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While residents of the city of Napa may see Measure A dollars at work on a near-daily basis, Napa County’s flood tax is also doing big things outside of city limits.

Measure A — Napa County’s flood protection and river restoration initiative — has been used to fund 12 projects in the county’s unincorporated area, said Rick Thomasser, Napa’s watershed and flood control operations manager.

Together, the projects have been allocated more than $18 million through the end of the 2011-12 fiscal year, roughly $11 million of which is expected to be spent by the end of June.

When voters approved a half-cent sales tax for flood control in 1998, the ballot language specified that projects in the unincorporated area should be related to reducing the risk of flood damage to structures and bridges in the floodplain and cutting back on sedimentation caused by storm water and agricultural runoff. 

A portion of Measure A was also dedicated to stabilizing the quality of water in the Angwin and Deer Park area.

Of the 12 projects that have been allocated Measure A dollars, the Rutherford Reach — or Rutherford Dust — project has received the lion’s share.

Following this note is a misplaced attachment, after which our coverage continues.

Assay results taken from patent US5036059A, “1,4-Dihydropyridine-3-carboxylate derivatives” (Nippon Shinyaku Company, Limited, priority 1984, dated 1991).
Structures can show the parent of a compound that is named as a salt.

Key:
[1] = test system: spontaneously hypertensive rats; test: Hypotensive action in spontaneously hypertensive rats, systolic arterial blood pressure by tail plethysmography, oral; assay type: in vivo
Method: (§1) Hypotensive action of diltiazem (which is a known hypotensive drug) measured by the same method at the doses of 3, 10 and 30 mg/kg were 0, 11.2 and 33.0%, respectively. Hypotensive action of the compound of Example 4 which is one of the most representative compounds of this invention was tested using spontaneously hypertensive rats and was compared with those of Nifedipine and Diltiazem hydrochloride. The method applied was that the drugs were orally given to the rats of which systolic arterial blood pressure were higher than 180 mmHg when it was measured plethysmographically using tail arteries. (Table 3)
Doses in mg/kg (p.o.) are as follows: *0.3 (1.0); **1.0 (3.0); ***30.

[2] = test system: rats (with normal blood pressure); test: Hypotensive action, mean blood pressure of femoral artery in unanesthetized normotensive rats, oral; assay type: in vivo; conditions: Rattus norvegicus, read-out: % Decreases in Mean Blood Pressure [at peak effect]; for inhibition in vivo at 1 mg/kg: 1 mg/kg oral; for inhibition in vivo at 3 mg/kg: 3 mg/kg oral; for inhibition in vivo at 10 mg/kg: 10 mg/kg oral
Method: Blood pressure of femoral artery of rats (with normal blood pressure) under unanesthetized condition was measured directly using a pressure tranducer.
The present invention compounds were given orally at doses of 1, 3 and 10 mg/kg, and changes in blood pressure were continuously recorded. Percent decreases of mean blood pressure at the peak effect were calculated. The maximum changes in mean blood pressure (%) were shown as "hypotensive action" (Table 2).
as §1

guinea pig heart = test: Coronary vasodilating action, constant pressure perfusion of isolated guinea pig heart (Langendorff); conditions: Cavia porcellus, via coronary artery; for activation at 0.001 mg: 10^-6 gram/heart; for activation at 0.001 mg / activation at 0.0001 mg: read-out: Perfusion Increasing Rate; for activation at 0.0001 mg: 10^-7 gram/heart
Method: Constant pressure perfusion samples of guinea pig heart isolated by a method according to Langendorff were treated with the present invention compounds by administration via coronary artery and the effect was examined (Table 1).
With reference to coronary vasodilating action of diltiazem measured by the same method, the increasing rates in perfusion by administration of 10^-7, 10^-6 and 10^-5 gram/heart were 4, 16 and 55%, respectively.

Rutherford Reach calls for the restoration of 4.5 miles of riparian area between Zinfandel Lane and Oakville Cross Road and has required a partnership with 22 riverfront landowners.

For the 2010-11 fiscal year, the Rutherford Reach project was allocated more than $6.2 million in Measure A funding. That amount was recently increased to $7.3 million through fiscal year 2011-12.

Restoration of Napa’s waterways is also a prevalent theme in the Zinfandel Lane Bridge Fish Passage and the Sulphur Creek Sedimentation Reduction Project, which have been allocated $1.1 million and $230,000, respectively.

For county officials, the emphasis on repairing Napa’s natural assets has been well received.

“I think it’s particularly striking to see how much money is going toward the restoration of the Napa River and some of its tributaries,” Supervisor Brad Wagenknecht said.

“We’re really setting the stage for the future,” Thomasser said in response.

Other major projects in Napa’s unincorporated area include the Angwin/Deer Park Reliability Plan and Milliken-Sarco-Tulocay Recycled Water Plan in Coombsville. They have been allocated roughly $3 million and $2.8 million, respectively, through the end of fiscal year 2011-12.

Using Measure A dollars as leverage, officials have been able to secure matching funds for many of the unincorporated projects.

At the Rutherford Reach project, the additional $1.1 million allocated between fiscal years 2010-11 and 2011-12 was needed to match state and federal grants for construction and design.

“The end goal is 50-50,” Thomasser said of the matching efforts.

As Measure A projects continue to experience success, the possibility of matching funds becomes more likely. “It’s very evident, from the funding agencies, that this is a big thing going on,” he said.

Additional Measure A funds are being spent in each of the five cities in the Napa Valley. The half-cent flood sales tax expires in 2018.

In Napa, the federal government is matching the amount raised by the local sales tax.

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